One of the most fascinating e-reading and digital access ideas to come my way lately was first floated at the 2015 Future Lions student ad contest. This was for the Chromebook Type: The world’s first self-powered laptop.
Sponsored by AKQA, the contest encouraged student teams to “connect an audience of their choosing to a product or service from a global brand in a way that wasn’t possible three years ago.” In 2015 the competition focused especially on ideas that could help shape the future.
Elton Rhee, Ludvig Pehrson and Louis Meyer from the Miami Ad School, San Francisco and Europe, came up with an insanely simple idea to connect Google to a global audience of disadvantaged potential internet users in the developing world, who lacked electricity. This built on Google’s investment into SpaceX to deliver global internet access through a network of microsatellites. After all, what use would those satellites be to people with no electrical power?
The Chromebook Type concept offered a solution by fitting every key on the computer’s keyboard with a piezoelectric microgenerator that could actually harvest power from the process of typing. Users without mains electricity could then tap away happily, and access Google’s satellite network. The designers envisaged Google linking up with UNESCO to get the devices to the people who need them most.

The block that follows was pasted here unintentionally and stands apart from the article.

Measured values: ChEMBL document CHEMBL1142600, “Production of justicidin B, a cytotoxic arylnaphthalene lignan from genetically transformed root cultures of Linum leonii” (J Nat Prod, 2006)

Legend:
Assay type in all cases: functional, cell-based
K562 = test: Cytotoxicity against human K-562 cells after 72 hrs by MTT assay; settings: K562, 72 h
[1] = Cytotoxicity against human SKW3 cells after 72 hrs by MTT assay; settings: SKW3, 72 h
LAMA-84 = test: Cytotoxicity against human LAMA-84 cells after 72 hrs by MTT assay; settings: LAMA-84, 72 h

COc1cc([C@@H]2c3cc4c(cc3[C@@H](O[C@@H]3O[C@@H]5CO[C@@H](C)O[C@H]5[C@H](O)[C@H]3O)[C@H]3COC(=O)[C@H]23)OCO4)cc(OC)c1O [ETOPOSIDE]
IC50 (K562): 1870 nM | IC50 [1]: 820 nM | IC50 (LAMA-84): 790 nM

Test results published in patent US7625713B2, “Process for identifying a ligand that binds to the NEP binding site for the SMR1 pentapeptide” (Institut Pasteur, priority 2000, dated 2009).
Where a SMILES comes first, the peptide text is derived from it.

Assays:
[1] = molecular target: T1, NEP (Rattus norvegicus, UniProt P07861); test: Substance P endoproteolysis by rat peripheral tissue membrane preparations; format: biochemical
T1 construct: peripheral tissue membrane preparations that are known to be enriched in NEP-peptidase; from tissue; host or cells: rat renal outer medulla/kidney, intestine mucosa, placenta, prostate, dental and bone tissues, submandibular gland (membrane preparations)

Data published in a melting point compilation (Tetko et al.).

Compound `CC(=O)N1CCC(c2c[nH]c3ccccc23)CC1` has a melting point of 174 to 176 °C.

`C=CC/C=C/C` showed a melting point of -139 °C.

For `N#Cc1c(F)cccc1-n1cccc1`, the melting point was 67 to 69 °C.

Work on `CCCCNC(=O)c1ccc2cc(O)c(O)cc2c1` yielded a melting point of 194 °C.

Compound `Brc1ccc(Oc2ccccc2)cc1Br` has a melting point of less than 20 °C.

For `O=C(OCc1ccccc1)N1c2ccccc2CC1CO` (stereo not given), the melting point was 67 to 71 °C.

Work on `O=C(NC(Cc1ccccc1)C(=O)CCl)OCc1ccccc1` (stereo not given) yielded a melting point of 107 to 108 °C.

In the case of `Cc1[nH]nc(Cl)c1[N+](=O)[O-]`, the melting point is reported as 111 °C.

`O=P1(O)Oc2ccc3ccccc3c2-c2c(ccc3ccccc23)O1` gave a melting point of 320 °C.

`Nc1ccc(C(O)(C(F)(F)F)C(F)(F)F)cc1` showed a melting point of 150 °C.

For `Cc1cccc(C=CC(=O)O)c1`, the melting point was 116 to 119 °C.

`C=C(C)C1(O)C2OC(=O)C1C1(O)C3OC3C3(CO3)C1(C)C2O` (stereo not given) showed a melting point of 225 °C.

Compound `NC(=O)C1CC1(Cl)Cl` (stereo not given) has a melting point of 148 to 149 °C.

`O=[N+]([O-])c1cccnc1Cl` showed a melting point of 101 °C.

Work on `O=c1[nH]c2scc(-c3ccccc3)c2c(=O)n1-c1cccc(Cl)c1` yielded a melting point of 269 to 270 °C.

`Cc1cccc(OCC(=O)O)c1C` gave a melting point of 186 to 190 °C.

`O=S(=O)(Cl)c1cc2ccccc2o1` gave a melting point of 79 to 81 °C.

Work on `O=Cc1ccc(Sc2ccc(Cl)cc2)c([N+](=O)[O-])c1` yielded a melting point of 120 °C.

Of course, you don’t need too much thought to see the flaws in the proposal. Why use typing pressure instead of solar power? Especially now you can buy a solar charger in any electrical shop that will recharge most mobile phones and tablets? Who would power the routers and WiFi points? Will you want to type instead of just browse and e-read? Would the generators provide enough power for a Chromebook anyway?
Still, there’s something so insanely, beautifully simple about the concept that you really hope it would work. And there is no question of the kind of developmental benefits that internet access can bring to underdeveloped countries.